DORSET'S police and crime commissioner (PCC) says there are 'no easy answers' after a vulnerable young woman who slashed her arms with a scalpel appeared before the courts.

The woman, who is not being named by the Daily Echo, has been prosecuted on a number of occasions for possessing a blade in a public place. Each time, the woman visited a quiet location at night to self-harm.

She is seeking psychiatric support for her mental health problems, and a judge sitting at Bournemouth Crown Court has adjourned a sentencing hearing for six months to allow her to get help.

PCC Martyn Underhill said the case highlights issues faced by frontline officers.

“While it is not appropriate or possible, as I do not have the details, for me to comment on this specific case, it does raise the challenges faced by police officers every day," he said.

“When responding to any incident, the primary consideration of officers has to be the safety of those involved. If there is concern that individuals present a danger to themselves or others, it is only right that police take the necessary steps to make the situation safe.

“While they are often the first to attend a scene or the first port of call for those in crisis, I have been vocal that police officers are not mental health professionals.

"The force works in close partnership with health, social care and third sector organisations to make referrals and ensure that those suffering with their mental health receive the necessary care and support.

“Where criminality has taken place, the police response should be appropriate, proportionate and never in isolation from the safeguarding measures that are required.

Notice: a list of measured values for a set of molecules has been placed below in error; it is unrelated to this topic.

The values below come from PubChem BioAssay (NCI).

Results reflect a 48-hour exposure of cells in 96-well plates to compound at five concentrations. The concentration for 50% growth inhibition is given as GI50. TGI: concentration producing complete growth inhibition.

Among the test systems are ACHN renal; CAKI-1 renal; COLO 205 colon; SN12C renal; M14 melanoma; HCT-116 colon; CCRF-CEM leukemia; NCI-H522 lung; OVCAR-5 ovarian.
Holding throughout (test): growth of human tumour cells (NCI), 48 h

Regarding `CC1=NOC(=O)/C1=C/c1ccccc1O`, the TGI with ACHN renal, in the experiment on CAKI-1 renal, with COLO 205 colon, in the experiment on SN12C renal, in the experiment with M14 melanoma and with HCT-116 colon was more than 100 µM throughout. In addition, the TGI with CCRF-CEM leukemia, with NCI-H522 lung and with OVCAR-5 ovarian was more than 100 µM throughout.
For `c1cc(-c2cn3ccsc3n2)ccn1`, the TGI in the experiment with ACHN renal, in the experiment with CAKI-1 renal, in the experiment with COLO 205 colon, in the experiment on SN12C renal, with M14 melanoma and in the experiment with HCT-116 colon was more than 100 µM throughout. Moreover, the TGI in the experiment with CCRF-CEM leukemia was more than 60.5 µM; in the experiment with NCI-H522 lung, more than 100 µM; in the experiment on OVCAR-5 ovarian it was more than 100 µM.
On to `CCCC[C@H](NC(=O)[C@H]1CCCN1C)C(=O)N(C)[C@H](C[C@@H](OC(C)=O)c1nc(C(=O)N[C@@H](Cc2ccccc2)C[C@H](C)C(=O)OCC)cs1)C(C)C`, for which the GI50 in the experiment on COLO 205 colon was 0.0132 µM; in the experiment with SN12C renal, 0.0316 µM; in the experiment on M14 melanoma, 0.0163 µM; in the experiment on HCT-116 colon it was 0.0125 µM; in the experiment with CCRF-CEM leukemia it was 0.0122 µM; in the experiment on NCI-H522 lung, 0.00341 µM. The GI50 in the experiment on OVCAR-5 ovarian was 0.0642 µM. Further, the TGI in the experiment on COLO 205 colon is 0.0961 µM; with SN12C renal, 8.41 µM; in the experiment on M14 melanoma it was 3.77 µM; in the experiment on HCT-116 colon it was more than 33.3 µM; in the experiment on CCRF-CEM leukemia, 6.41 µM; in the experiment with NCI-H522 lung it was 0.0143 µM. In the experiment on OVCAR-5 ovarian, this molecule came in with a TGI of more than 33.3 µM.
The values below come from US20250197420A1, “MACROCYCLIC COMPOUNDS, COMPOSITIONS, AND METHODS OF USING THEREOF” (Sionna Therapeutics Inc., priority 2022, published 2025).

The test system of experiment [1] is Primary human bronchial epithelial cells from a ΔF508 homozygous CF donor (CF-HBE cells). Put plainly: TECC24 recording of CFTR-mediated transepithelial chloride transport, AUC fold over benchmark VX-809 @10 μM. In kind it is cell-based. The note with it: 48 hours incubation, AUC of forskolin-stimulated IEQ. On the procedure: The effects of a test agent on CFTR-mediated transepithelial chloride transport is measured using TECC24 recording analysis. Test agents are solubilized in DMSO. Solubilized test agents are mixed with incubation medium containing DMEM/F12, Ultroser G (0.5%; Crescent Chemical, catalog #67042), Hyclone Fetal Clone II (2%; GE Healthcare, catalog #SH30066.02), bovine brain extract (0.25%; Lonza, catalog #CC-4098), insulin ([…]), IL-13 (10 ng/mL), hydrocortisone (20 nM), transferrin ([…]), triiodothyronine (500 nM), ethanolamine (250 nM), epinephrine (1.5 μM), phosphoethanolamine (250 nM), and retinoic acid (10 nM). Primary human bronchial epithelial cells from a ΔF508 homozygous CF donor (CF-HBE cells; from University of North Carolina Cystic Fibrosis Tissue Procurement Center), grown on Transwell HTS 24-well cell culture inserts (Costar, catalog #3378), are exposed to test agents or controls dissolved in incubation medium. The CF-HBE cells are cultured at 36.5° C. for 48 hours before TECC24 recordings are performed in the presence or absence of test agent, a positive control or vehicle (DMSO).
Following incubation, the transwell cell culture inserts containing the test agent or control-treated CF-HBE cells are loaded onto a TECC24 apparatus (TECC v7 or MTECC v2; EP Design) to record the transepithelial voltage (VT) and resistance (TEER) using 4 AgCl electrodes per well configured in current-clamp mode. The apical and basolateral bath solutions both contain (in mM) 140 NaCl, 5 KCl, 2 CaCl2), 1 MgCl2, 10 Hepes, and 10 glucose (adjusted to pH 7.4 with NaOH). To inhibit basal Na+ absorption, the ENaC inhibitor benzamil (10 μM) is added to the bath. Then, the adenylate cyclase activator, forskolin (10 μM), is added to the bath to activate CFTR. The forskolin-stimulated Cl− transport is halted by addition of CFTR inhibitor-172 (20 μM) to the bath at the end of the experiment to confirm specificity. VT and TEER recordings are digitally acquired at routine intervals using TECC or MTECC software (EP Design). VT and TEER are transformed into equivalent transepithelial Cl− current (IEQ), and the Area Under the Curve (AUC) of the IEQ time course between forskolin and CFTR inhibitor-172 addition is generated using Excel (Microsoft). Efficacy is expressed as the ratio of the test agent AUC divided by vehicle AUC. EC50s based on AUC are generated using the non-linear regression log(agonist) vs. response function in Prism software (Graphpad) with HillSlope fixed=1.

"Dorset Police officers receive regular mental health training inputs to ensure they have a comprehensive understanding of identifying need and signposting to the services available.

“This is built on by the increasingly close working relationships between officers and mental health professionals.

"Initiatives such as the Street Triage Scheme, which sees a trained mental health professional positioned to advise response officers, and embedded mental health staff within custody centres, have helped to bridge the gap in services and ultimately better support those in crisis.

“There is still some way to go, not least as demand increases and resources are stretched for all services.

"There is no easy answer, but the immediate safety of those in crisis will always be at the forefront of police action, with approved mental health services being the right and only organisations to provide long term care. In turn, this should minimise the risk for future harm, or contact with the police.”